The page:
Home / Mutual Funds / News /  Sebi relaxes rules for junior MF staffers
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The Securities and Exchange Board of India (Sebi) on Monday said its skin-in-the-game rules can be implemented in phases for junior employees of mutual fund houses.

For now, the regulator said, the employees can invest 10% of their compensation in mutual fund schemes operated by them instead of the required 20%.

This relaxation is not applicable to the chief executive officer, fund managers and heads of departments of a fund house.

The rules will come into effect from 1 October.

According to the Sebi notification, employees below 35 years, who are not head of any department, have to mandatorily invest 10% of the compensation in units of their mutual fund schemes in the first year.

It will be increased to 15% in the second year and, from 1 October 2023, all employees will be mandatorily required to invest 20% of their compensation in such schemes.

The markets regulator said that all non-cash benefits and perks have to be accounted for in cost to the company (CTC).

“However, superannuation benefits and gratuity paid at the time of death or retirement would not be included in the CTC," the regulator added.

On the expiry of a three-year lock-in period, Sebi said that the investment would get automatically redeemed in liquid mutual fund schemes.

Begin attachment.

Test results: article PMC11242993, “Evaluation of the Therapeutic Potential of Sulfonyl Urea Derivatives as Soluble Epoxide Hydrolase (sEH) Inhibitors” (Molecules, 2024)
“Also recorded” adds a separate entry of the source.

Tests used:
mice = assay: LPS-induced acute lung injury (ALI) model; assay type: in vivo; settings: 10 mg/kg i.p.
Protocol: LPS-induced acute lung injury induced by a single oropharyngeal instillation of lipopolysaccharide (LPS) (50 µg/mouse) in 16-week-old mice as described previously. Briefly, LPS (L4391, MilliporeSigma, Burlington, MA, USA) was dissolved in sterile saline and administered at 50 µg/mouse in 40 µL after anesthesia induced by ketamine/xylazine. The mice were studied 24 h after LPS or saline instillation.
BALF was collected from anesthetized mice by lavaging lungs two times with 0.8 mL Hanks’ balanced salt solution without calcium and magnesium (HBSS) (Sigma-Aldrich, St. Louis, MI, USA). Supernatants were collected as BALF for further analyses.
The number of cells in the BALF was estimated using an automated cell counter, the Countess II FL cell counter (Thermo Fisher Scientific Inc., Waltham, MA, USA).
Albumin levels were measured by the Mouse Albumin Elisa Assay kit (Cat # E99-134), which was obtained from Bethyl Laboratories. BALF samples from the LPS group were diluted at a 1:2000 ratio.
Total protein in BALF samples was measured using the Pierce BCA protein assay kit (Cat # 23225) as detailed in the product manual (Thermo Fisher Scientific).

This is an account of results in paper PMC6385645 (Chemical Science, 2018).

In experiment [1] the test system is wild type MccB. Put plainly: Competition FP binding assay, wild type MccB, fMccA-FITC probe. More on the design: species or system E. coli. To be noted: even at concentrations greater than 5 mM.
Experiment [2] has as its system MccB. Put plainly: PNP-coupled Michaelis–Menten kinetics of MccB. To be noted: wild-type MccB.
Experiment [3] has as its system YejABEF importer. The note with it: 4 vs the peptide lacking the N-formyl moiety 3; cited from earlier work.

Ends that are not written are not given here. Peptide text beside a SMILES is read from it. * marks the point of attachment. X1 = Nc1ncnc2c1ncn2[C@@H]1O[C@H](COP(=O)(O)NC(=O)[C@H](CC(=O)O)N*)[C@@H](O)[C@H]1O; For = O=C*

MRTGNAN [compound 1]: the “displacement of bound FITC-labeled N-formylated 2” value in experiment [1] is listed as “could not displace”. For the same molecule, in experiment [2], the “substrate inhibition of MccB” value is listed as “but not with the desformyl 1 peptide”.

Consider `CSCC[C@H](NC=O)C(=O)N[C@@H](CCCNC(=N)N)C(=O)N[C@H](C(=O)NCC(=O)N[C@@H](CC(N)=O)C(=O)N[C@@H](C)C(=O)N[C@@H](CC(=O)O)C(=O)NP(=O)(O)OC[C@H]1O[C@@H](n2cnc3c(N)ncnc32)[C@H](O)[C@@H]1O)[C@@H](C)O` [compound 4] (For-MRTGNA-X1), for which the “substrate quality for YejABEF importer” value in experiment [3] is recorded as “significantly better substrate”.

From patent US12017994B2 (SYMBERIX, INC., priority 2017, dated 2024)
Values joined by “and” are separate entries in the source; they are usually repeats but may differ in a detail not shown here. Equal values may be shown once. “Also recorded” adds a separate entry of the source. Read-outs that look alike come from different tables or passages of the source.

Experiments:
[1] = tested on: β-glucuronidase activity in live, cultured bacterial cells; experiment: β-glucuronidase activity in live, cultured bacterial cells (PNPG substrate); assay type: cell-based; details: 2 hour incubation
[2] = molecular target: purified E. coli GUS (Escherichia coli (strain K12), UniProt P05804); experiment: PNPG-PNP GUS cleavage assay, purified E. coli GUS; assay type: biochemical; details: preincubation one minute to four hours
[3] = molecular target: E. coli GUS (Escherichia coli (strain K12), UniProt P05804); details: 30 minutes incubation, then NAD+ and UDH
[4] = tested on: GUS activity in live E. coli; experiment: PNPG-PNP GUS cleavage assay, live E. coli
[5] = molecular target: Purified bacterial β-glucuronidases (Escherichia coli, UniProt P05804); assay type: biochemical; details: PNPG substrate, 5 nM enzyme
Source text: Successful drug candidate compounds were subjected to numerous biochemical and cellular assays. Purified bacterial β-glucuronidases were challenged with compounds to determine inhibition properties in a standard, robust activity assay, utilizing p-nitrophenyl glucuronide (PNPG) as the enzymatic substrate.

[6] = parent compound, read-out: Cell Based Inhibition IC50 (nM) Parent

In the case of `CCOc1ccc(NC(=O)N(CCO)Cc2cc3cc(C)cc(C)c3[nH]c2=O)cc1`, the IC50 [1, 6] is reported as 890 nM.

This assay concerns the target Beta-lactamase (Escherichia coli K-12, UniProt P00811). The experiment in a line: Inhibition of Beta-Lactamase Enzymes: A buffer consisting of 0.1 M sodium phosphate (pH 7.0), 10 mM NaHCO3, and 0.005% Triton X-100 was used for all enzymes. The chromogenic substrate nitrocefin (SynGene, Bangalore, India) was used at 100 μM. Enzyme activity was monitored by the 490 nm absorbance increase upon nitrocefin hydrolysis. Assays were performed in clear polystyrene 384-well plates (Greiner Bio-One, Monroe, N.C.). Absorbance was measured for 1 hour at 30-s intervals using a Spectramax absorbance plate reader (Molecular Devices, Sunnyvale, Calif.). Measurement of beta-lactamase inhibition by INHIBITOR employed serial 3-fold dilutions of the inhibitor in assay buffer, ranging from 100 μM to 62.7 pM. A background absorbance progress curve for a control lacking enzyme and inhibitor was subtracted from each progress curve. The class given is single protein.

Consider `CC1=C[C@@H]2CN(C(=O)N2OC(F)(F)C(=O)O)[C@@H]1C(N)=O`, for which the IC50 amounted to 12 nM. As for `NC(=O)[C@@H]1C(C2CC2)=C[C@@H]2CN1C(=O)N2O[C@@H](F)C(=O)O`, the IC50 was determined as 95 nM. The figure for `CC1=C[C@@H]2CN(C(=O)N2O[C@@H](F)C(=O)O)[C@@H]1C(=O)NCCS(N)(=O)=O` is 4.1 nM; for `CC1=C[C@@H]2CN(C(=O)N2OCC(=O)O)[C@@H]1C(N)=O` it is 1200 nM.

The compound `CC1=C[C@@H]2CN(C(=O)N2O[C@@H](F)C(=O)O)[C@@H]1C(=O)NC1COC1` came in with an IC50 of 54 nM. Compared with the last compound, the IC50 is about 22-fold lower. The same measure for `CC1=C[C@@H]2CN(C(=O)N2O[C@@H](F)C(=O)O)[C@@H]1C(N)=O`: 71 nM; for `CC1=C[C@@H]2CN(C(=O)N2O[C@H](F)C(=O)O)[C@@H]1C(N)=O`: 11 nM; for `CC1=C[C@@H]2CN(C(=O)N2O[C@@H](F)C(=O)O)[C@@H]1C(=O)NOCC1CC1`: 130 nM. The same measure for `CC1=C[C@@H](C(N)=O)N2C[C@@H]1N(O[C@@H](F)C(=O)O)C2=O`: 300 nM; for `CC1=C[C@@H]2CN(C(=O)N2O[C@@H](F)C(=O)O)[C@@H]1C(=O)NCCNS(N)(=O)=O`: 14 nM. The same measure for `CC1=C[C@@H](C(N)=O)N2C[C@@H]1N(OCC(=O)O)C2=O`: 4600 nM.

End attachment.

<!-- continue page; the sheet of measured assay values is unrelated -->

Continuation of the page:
For investments in open-ended schemes, the employees can redeem the units twice in a financial year, with prior approval of the compliance officer.

According to the rule, fund managers of fund-of-funds (FoF) schemes are required to invest 20% of their compensation.

However, FoF schemes investing in a single exchange-traded fund (ETF) are exempted under the rule.

Designated employees will be allowed to offset existing investments in their mutual fund houses against the rule. They will also be permitted to retain locked-in units beyond the lock-in period and these will also be counted towards compliance with the rule instead of being forced to buy fresh units.

In cases of violation of the code of conduct, fraud or gross negligence, the units will be clawed back and the redeemed amount will be credited to the scheme, Sebi added.

To make mutual fund managers more accountable with their investment decisions, the markets regulator had announced in April that ‘key employees’ of an asset management company, such as fund managers, chief experience officers, compliance officers, fund management and research teams, as well as sales heads and dealers, will have to be paid one-fifth of the compensation in the form of units held in mutual fund schemes managed by them.

In the new notification, the markets regulator replaced ‘key employees’ with ‘designated employees’ and the term ‘paid in form of units’ has been changed to ‘mandatorily invested in units’.

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